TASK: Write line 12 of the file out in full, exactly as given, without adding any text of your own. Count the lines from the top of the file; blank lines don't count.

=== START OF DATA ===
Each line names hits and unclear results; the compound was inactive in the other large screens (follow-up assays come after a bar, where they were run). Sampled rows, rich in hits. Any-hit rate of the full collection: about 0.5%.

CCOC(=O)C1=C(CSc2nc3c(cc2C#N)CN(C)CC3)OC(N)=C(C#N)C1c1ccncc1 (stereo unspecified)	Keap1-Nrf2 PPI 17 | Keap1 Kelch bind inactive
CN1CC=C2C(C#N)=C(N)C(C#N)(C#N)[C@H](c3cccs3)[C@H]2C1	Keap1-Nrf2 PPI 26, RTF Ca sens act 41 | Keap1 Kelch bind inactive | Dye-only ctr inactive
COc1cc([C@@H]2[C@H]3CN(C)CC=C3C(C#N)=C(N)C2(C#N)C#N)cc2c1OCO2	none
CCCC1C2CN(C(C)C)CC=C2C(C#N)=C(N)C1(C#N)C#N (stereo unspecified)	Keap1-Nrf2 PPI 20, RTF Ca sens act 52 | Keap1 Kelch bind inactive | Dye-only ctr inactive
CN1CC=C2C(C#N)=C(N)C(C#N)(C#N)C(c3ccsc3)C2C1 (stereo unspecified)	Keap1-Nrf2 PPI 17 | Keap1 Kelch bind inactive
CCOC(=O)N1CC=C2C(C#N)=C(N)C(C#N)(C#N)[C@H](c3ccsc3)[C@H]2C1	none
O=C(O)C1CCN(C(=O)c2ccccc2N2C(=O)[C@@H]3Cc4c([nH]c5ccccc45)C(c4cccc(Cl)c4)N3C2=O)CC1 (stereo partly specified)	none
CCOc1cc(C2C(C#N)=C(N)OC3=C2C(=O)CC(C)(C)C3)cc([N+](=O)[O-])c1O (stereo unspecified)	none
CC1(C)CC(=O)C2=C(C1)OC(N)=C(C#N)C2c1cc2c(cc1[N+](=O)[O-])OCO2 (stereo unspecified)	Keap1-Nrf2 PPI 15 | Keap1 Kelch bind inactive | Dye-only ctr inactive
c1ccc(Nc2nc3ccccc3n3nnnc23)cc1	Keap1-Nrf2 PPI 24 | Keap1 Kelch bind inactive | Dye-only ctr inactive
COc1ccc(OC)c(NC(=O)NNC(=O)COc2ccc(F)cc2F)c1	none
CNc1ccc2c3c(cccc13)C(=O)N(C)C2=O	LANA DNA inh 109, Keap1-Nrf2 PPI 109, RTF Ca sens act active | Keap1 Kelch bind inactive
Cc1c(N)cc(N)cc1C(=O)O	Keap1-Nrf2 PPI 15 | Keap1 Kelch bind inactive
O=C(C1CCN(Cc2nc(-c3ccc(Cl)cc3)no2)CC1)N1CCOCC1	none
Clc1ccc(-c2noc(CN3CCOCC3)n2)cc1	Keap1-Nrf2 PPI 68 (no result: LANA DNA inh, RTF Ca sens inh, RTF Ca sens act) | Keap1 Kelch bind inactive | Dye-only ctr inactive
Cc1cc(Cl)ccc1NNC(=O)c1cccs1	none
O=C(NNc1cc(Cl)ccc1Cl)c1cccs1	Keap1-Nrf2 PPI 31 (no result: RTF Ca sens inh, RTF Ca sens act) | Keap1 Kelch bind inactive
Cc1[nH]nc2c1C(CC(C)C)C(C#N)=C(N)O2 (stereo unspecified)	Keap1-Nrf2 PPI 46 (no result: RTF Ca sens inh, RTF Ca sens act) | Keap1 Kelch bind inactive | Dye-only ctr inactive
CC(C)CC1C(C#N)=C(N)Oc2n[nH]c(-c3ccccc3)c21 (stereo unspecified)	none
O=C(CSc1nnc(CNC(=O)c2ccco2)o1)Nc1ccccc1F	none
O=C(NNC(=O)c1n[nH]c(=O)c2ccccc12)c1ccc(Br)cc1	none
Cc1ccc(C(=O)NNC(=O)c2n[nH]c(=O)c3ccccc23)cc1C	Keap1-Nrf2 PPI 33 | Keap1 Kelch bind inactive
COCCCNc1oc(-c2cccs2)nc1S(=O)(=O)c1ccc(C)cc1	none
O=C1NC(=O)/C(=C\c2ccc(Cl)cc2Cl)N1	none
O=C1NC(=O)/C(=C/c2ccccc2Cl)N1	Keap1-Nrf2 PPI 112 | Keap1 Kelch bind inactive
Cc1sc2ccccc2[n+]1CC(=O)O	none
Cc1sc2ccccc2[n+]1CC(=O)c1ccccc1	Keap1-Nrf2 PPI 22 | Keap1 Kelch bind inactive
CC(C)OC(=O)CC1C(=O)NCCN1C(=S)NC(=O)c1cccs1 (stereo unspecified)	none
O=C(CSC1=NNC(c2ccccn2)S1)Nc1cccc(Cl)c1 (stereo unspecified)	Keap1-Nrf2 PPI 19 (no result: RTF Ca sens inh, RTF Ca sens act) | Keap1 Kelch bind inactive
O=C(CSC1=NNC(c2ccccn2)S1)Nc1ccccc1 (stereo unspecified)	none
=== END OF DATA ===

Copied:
COc1ccc(OC)c(NC(=O)NNC(=O)COc2ccc(F)cc2F)c1	none